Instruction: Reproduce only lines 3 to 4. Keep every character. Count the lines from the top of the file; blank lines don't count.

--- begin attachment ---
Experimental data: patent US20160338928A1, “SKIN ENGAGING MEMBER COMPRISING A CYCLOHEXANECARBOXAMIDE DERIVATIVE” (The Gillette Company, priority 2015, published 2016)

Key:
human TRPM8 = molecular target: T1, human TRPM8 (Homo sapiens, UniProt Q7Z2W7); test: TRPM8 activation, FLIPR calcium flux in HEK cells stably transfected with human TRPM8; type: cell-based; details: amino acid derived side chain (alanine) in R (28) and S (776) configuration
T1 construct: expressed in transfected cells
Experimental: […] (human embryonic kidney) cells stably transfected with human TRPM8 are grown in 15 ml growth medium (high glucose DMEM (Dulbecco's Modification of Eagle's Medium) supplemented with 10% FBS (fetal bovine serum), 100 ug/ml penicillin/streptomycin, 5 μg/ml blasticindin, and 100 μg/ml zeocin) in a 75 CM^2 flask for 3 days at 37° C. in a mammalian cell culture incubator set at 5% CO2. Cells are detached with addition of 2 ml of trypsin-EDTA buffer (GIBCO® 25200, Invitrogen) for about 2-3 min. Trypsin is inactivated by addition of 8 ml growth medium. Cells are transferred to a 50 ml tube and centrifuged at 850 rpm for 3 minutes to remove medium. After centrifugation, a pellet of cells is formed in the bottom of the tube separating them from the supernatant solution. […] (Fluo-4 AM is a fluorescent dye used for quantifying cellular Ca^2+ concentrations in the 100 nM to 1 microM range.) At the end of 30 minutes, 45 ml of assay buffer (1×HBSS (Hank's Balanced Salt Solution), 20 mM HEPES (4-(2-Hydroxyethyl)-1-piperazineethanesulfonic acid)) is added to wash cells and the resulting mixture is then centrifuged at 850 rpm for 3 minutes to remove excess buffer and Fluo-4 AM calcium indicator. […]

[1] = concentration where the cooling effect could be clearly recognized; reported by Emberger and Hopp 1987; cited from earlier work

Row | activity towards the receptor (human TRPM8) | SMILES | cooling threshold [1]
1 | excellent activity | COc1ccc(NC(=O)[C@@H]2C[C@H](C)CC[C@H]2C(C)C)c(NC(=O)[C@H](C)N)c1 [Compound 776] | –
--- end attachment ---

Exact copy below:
human TRPM8 = molecular target: T1, human TRPM8 (Homo sapiens, UniProt Q7Z2W7); test: TRPM8 activation, FLIPR calcium flux in HEK cells stably transfected with human TRPM8; type: cell-based; details: amino acid derived side chain (alanine) in R (28) and S (776) configuration
T1 construct: expressed in transfected cells